Yonkers Officials Denounce Decision Supporting Mayoral Control Of Schools

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Spano responded to the many statements with his own on his Facebook page Friday afternoon, demanding any dissidents put alternative plans on the table immediately.
Spano responded to the many statements with his own on his Facebook page Friday afternoon, demanding any dissidents put alternative plans on the table immediately. Photo Credit: File

YONKERS, N.Y. -- The New York State Senate Majority Coalition budget resolution Friday to continue exploring mayoral control of the Yonkers Public School System has state and local officials in an uproar.

Yonkers Mayor Mike Spano introduced the idea of mayoral control of the school district in January after former superintendent Bernard Pierorazio announced a major deficit along with his retirement.

According to the district, the estimated deficits of $45.5 million over the past two years, along with the anticipated budget gap for the 2014-15 school year of $73.5 million, add up to a staggering $119 million potential budgetary shortfall.

However, a number of Democrat public officials, along with the Yonkers Federation of Teachers (YFT),  responded in dismay to what they interpret to be Spano's lack of consultation of community stakeholders in favor of "backroom politics."

"As the two senators who represent the City of Yonkers, we were not consulted and were surprised that the Majority Coalition advanced mayoral control without giving the community, parents and stakeholders an opportunity to be part of the process," Senate Democratic Leader Andrea Stewart-Cousins, D-Yonkers, and Sen. George Latimer, D-Rye, said in a statement.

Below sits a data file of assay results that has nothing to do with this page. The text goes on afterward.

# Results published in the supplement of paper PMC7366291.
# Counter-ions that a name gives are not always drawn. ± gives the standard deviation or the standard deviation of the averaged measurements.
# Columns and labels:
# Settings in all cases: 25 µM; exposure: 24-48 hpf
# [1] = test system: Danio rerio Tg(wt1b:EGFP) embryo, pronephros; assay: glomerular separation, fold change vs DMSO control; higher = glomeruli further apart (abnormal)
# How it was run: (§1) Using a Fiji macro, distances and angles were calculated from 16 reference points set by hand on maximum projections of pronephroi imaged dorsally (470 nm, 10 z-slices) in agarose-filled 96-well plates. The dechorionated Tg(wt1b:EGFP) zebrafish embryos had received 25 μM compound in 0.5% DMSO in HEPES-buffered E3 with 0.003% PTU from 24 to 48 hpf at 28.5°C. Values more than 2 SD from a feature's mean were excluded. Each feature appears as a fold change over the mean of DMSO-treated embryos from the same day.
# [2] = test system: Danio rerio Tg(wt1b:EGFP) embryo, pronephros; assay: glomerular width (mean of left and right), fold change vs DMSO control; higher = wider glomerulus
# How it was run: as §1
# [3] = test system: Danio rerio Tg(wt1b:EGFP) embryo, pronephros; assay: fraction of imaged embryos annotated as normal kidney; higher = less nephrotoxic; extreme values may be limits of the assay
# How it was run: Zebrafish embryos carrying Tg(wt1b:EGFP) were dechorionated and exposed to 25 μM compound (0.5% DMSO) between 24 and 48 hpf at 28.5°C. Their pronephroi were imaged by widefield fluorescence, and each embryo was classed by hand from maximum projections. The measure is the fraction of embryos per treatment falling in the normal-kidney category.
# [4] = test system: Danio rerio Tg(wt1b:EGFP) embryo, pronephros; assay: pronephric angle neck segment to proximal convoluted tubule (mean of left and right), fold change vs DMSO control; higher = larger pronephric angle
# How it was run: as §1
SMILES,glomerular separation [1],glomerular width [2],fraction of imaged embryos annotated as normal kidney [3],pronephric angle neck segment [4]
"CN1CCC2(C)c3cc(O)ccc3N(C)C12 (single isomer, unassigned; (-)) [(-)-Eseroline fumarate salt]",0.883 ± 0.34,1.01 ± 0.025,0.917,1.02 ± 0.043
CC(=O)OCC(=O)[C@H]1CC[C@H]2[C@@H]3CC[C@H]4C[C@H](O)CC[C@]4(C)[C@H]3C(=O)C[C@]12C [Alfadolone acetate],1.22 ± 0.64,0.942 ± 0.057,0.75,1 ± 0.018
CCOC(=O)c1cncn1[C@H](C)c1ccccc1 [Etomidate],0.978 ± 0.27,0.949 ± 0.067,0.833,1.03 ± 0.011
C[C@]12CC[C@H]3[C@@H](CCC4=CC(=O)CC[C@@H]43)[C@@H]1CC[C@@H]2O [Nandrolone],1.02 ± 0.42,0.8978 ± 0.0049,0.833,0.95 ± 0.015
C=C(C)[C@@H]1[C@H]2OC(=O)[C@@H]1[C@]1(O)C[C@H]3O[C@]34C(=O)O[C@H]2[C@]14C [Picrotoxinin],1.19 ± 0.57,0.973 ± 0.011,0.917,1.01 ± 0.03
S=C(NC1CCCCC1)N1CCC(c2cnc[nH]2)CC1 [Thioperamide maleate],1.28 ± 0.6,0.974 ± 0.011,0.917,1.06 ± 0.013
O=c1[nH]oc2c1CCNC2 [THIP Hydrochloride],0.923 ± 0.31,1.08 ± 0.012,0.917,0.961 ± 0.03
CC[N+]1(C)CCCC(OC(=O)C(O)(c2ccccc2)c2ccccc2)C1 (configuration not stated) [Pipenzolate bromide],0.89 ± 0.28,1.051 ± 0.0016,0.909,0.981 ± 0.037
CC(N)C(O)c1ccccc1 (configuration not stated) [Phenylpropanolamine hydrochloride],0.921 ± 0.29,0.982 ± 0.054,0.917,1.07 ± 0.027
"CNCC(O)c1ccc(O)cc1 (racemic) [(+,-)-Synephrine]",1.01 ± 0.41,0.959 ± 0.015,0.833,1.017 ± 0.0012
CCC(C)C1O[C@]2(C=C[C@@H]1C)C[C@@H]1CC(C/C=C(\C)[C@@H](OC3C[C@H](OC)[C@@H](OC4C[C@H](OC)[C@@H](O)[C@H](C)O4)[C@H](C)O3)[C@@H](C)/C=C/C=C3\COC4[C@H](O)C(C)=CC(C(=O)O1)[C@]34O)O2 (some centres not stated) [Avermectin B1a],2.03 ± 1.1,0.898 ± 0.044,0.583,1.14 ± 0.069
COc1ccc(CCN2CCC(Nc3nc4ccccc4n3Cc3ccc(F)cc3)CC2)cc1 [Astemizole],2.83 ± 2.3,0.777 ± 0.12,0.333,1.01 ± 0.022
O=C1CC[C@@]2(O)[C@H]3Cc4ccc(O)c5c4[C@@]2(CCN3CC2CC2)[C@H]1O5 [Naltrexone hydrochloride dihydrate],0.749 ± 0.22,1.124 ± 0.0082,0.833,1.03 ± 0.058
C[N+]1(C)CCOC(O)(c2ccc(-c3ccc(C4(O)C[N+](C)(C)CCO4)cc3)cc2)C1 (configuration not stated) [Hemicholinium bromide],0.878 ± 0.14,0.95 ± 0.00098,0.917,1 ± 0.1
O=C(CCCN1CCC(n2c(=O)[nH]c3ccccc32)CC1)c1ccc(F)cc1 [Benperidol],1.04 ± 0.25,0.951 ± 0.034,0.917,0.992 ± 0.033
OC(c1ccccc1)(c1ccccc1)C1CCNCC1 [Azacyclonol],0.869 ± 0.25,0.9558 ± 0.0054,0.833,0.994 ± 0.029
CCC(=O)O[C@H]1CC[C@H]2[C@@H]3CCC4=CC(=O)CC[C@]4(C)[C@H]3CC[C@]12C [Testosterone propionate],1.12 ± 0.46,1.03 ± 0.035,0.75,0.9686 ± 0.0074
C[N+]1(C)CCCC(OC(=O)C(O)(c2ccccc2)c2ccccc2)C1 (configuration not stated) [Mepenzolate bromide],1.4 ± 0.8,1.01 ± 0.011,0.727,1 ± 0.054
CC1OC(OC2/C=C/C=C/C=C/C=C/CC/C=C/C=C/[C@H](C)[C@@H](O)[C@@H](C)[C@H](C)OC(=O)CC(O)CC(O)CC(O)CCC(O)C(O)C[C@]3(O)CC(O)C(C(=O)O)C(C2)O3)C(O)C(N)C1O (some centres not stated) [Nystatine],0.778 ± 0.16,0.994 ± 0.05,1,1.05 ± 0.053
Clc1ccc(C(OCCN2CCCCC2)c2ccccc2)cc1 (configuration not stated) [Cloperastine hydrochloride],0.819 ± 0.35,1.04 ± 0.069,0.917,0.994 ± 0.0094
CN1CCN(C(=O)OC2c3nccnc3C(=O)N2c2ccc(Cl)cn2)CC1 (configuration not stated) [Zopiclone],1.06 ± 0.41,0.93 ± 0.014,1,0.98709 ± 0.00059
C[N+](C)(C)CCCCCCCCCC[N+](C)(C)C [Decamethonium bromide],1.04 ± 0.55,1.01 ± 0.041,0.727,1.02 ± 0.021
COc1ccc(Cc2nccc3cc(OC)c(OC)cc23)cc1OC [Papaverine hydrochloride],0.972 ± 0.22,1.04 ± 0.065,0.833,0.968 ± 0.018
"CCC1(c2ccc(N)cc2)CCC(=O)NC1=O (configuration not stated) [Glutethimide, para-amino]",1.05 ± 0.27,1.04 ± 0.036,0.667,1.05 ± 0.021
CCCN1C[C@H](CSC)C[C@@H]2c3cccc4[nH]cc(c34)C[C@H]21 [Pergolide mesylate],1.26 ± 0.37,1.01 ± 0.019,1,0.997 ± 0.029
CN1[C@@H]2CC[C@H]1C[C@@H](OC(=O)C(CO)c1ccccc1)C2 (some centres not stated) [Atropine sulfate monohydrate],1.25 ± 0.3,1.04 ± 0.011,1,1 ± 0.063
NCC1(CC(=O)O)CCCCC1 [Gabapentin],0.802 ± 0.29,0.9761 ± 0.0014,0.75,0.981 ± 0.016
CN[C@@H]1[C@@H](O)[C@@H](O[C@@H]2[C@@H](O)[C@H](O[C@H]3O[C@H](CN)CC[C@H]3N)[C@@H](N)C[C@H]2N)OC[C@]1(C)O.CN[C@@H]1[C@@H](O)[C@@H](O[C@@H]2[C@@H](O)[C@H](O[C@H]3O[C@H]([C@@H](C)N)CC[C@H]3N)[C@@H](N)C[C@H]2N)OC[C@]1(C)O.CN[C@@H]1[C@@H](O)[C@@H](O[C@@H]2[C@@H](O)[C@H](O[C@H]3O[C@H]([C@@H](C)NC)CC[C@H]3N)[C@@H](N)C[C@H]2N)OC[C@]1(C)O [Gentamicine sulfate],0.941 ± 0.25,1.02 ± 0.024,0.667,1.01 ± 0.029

The YFT released a statement Friday, saying the State Senate Majority Coalition, made up of Republicans and Independent Democrats, has betrayed the children of Yonkers.

"The many PTA and Town Hall meetings held by our representatives, attended by our parents, our teachers and our community members, repeatedly sent a clear message of 'leave politics out of our schools,' " President Pat Puleo stated. "Every school district in Westchester has an elected Board of Education. Why doesn't Yonkers?"

Spano responded to the outcry on his Facebook page Friday afternoon, demanding any dissidents put alternative plans on the table immediately.

"The students of Yonkers can't afford more talk, they need action," he stated. "Taxpayers simply cannot be expected to fund a half a billion dollar school system without oversight. ... The status quo is what has put the City of Yonkers and our children in peril, and we cannot allow for this to happen again. It’s time for legislative leaders to embrace real reform."

Members of the Yonkers Democratic Caucus additionally called for increased transparency.

Councilman Christopher Johnson stated: "Backroom dealing is not how government should operate. Secretive negotiations that do not include community stakeholders are the reason the public is losing trust."



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Comments (7)